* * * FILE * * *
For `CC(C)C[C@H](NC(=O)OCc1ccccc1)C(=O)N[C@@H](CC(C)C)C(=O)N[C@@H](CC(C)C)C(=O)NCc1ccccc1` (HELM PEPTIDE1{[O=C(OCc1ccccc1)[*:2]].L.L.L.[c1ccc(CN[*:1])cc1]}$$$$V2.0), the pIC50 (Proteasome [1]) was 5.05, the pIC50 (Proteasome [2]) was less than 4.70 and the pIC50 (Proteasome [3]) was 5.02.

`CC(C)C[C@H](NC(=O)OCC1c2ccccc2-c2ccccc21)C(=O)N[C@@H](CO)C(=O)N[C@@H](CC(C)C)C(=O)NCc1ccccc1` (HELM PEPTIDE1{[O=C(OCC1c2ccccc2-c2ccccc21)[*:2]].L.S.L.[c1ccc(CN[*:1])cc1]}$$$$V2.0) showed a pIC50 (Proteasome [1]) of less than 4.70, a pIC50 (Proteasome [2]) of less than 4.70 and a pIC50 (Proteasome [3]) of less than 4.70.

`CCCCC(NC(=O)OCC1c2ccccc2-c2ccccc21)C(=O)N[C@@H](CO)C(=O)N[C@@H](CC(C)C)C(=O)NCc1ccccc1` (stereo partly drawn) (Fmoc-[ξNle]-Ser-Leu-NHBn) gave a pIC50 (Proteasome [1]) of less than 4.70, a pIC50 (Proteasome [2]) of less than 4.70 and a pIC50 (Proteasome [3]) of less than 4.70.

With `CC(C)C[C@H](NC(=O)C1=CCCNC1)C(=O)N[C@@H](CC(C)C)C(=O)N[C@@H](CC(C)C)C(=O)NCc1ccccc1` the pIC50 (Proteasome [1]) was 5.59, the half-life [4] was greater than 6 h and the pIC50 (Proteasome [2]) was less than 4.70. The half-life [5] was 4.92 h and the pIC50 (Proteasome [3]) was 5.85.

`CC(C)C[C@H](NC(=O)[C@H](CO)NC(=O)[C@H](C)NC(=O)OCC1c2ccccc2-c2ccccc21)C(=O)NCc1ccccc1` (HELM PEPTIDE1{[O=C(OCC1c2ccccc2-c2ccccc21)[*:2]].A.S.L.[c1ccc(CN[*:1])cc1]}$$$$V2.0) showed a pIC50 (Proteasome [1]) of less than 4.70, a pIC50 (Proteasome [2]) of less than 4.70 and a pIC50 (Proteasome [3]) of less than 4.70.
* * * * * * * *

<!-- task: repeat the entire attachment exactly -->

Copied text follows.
For `CC(C)C[C@H](NC(=O)OCc1ccccc1)C(=O)N[C@@H](CC(C)C)C(=O)N[C@@H](CC(C)C)C(=O)NCc1ccccc1` (HELM PEPTIDE1{[O=C(OCc1ccccc1)[*:2]].L.L.L.[c1ccc(CN[*:1])cc1]}$$$$V2.0), the pIC50 (Proteasome [1]) was 5.05, the pIC50 (Proteasome [2]) was less than 4.70 and the pIC50 (Proteasome [3]) was 5.02.

`CC(C)C[C@H](NC(=O)OCC1c2ccccc2-c2ccccc21)C(=O)N[C@@H](CO)C(=O)N[C@@H](CC(C)C)C(=O)NCc1ccccc1` (HELM PEPTIDE1{[O=C(OCC1c2ccccc2-c2ccccc21)[*:2]].L.S.L.[c1ccc(CN[*:1])cc1]}$$$$V2.0) showed a pIC50 (Proteasome [1]) of less than 4.70, a pIC50 (Proteasome [2]) of less than 4.70 and a pIC50 (Proteasome [3]) of less than 4.70.

`CCCCC(NC(=O)OCC1c2ccccc2-c2ccccc21)C(=O)N[C@@H](CO)C(=O)N[C@@H](CC(C)C)C(=O)NCc1ccccc1` (stereo partly drawn) (Fmoc-[ξNle]-Ser-Leu-NHBn) gave a pIC50 (Proteasome [1]) of less than 4.70, a pIC50 (Proteasome [2]) of less than 4.70 and a pIC50 (Proteasome [3]) of less than 4.70.

With `CC(C)C[C@H](NC(=O)C1=CCCNC1)C(=O)N[C@@H](CC(C)C)C(=O)N[C@@H](CC(C)C)C(=O)NCc1ccccc1` the pIC50 (Proteasome [1]) was 5.59, the half-life [4] was greater than 6 h and the pIC50 (Proteasome [2]) was less than 4.70. The half-life [5] was 4.92 h and the pIC50 (Proteasome [3]) was 5.85.

`CC(C)C[C@H](NC(=O)[C@H](CO)NC(=O)[C@H](C)NC(=O)OCC1c2ccccc2-c2ccccc21)C(=O)NCc1ccccc1` (HELM PEPTIDE1{[O=C(OCC1c2ccccc2-c2ccccc21)[*:2]].A.S.L.[c1ccc(CN[*:1])cc1]}$$$$V2.0) showed a pIC50 (Proteasome [1]) of less than 4.70, a pIC50 (Proteasome [2]) of less than 4.70 and a pIC50 (Proteasome [3]) of less than 4.70.